Independent TD, Michael Healy-Rae, has stated that Ireland needs to reduce the number of deer by 70%.
The deputy believes that this would mean “remaining deer will go to where they want to be, up in the mountains away from roads and people”.
Healy-Rae expressed his concerns during a Dáil debate on animal culls with Minister of State for Heritage and Electoral Reform, Malcolm Noonan, on Tuesday, January 25th, 2022.
He asked Minister Noonan to ensure there is a “realistic” cull, adding that in County Kerry alone, 500 deer must be removed weekly for the foreseeable future.
He argued that the deer population in his native county has “exploded beyond what we can put up with”.
Healy-Rae urged the minister to treat this matter “seriously”. “We are not talking about Bambi; we are talking about people’s lives and their property,” he told the minister.
The deputy stressed that deer are putting people’s lives in danger, causing road traffic collisions, and damaging vehicles.
Continuing, the deputy said: “We have had young people crashing. I am sure we have had deaths where people’s cars have left the road. The evidence of the deer is not there because it might not have been struck.”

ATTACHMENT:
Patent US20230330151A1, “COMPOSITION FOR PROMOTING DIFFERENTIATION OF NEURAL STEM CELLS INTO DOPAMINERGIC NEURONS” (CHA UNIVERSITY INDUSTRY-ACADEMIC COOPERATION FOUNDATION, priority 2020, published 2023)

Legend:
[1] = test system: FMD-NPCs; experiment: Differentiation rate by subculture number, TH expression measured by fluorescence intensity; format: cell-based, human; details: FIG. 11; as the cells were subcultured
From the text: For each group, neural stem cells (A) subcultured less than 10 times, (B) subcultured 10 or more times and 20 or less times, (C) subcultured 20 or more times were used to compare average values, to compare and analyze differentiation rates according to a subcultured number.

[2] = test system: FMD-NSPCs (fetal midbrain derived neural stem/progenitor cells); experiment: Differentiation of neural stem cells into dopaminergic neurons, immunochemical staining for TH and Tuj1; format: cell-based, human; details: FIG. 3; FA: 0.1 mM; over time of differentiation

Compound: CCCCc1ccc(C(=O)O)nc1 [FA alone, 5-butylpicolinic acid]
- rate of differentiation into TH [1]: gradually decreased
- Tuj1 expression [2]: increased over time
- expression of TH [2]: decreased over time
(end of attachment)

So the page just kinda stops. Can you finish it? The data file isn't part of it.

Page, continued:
“We have had tragedies over the years that could have been put down to deer coming out onto the road. There is an amount of damage and a monetary cost to people.”
“Some 2,000 deer have been culled in national parks throughout the country since 2016.”
“At one time, 200 deer a week were culled when the population was not half of what it is now. The cull is tokenism; it is not a real cull,” he claimed.
“It has gone beyond a cull; at this stage, we require an eradication programme because the deer population has increased so much,” he argued.
During the exchange, the deputy told the Dáil about a farmer who contacted him in recent days following an incident.
“The farmer went into his field in the morning, and what was inside in the field? 26 deer. That is the same as a herd of cattle from your neighbour being on your grass in the morning and eating all that you had.”
“The Minister of State is aware of the cost of fertiliser. We have all heard what the cost of fertiliser will be this year.”
“People will be growing grass but could have 60% of it being eaten, in many cases, by roaming deer,” he argued.”
“Whatever else a farmer can afford to do, they cannot afford to feed the deer in the national park,” he argued.
“I have not even touched on what that means for our fences. The fences farmers are putting up are very expensive. The Minister of State knows how difficult it is to string and put tension on wire surrounding grounds.”
“When deer jump, they hit, break, get caught in and destroy fences,” he added.